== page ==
Instead, he argued that the real test will be whether consumers are actually ready to read chats  much in the same way they have been consuming podcasts and late night TV talk. Said Ronen: “The format is very familiar, but chat has never been a spectator sport.”

More Digital

  • YouTube TV

    YouTube TV Is Dropping Fox Regional Sports Nets, YES Network After Sinclair Standoff

    YouTube TV, Google’s internet pay-TV service, said it will drop the Fox regional sports networks and the YES Network from customer lineups this Saturday, Feb. 29 — citing an impasse in negotiations with Sinclair Broadcast Group, which owns the RSNs. “We purchase rights from Sinclair to distribute content to you,” the YouTube TV account said [...]

  • Facebook F8 Conference 2019 - Mark

    Facebook Cancels F8 Developers Conference Over Coronavirus Fears

    The worldwide coronavirus pandemic has prompted Facebook to cancel this year’s F8 developers conference. The F8 2020 was scheduled for May 5-6 at the McEnery Convention Center in San Jose, Calif. The social giant had held the conference every year since 2007, and last year’s F8 drew more than 5,000 attendees, according to the company. [...]

  • Rachel Whitney Joins Spotify as Nashville

    Rachel Whitney Joins Spotify as Nashville Head of Editorial

    Rachel Whitney, formerly of YouTube, is joining Spotify as the Head of Editorial for Nashville, she announced in a social media post (which recently has become a method of the streaming giant announcing new employees).  A source close to the situation points out that the company now has two female executives at the helm of [...]

  • RM, V, Suga, Jin, Jimin, Jungkook,

    BTS' New Video for 'ON' Breaks YouTube Premiere Record (Watch)

    BTS have dropped their second official music video from their new album, “Map of the Soul: 7,” for the song “ON” — and within minutes of it dropping, the song became the biggest YouTube Premiere of all time, with 1.54 million concurrent viewers tuned in for the clip’s debut on YouTube Premieres. According to the [...]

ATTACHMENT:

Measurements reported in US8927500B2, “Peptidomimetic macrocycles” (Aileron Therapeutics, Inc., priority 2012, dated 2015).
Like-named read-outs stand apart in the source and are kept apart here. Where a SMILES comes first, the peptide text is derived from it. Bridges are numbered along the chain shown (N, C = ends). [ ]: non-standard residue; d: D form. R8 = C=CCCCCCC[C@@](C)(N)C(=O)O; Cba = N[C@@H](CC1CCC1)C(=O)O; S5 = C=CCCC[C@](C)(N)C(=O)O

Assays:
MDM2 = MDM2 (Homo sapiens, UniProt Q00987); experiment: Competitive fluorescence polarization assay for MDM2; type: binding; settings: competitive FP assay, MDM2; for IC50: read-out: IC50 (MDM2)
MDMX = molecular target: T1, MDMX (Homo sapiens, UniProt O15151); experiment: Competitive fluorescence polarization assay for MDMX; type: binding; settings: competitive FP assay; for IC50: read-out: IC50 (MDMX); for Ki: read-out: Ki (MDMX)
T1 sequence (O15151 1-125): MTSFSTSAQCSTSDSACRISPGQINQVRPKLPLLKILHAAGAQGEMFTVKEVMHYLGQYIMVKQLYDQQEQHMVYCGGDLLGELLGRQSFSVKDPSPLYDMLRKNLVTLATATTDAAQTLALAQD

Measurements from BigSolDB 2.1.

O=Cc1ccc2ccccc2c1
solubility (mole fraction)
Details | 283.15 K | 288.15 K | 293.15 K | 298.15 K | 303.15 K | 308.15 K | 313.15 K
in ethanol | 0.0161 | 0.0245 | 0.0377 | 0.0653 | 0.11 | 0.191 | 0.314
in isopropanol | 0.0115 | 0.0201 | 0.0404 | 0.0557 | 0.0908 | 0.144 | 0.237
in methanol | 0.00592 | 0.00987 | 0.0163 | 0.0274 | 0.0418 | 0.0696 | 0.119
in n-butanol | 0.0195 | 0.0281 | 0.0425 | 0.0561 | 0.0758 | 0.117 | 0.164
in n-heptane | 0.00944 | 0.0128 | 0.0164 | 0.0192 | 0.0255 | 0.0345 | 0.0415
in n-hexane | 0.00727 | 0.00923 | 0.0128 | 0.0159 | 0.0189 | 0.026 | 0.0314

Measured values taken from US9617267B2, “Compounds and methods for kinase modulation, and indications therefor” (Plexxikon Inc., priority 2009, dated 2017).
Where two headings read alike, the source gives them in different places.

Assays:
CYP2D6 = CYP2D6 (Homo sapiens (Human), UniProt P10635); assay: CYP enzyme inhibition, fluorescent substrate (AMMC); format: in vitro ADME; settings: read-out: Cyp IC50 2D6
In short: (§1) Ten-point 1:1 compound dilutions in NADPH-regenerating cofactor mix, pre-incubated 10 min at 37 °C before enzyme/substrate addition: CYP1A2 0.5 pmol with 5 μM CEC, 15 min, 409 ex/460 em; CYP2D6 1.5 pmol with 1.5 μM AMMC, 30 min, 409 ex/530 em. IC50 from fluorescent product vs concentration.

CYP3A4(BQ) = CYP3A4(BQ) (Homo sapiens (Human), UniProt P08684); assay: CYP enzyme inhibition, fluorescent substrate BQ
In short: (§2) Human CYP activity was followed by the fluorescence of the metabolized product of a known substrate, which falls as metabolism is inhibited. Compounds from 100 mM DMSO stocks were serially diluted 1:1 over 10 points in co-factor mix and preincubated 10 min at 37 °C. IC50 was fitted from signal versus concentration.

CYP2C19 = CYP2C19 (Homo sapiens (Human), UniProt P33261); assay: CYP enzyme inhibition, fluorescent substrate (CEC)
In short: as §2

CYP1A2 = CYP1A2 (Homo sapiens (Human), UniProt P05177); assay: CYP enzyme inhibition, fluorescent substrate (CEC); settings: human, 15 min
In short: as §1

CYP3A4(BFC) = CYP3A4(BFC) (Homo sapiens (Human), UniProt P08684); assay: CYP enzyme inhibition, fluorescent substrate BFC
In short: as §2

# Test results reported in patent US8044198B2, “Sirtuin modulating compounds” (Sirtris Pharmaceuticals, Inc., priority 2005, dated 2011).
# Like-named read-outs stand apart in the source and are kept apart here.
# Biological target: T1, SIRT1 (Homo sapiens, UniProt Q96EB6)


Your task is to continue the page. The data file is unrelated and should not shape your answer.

• Lisa Holme

    Discovery Hires Hulu's Lisa Holme to Lead Streaming Strategy

    Lisa Holme, a Hulu veteran who had been leading its international expansion strategy, has joined Discovery in a newly created role to oversee content and commercial strategy for the company’s direct-to-consumer streaming group. Discovery named Holme to the newly created role of group senior VP, content and commercial strategy, in Discovery’s direct-to-consumer group. She is [...]

  • Peloton

    Peloton Settles Legal Fight With Music Publishers

    Peloton settled a lawsuit filed by members of the U.S.’s music-publishing trade organization that had sought more than $300 million in damages over the interactive-fitness company’s alleged use of 2,468 unlicensed songs. The National Music Publishers’ Association (NMPA), which represents American music publishers and songwriters, and Peloton together announced that they have “fully settled” the [...]

More From Our Brands

Access exclusive content